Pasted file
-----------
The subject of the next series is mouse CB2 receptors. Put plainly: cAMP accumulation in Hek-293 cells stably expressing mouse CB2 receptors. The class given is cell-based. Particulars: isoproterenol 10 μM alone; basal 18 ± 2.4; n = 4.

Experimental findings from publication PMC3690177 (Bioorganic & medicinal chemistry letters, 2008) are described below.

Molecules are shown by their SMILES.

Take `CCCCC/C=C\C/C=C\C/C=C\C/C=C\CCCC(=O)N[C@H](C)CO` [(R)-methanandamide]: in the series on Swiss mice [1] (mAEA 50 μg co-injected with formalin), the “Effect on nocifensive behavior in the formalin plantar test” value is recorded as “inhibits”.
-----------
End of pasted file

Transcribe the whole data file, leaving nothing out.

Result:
The subject of the next series is mouse CB2 receptors. Put plainly: cAMP accumulation in Hek-293 cells stably expressing mouse CB2 receptors. The class given is cell-based. Particulars: isoproterenol 10 μM alone; basal 18 ± 2.4; n = 4.

Experimental findings from publication PMC3690177 (Bioorganic & medicinal chemistry letters, 2008) are described below.

Molecules are shown by their SMILES.

Take `CCCCC/C=C\C/C=C\C/C=C\C/C=C\CCCC(=O)N[C@H](C)CO` [(R)-methanandamide]: in the series on Swiss mice [1] (mAEA 50 μg co-injected with formalin), the “Effect on nocifensive behavior in the formalin plantar test” value is recorded as “inhibits”.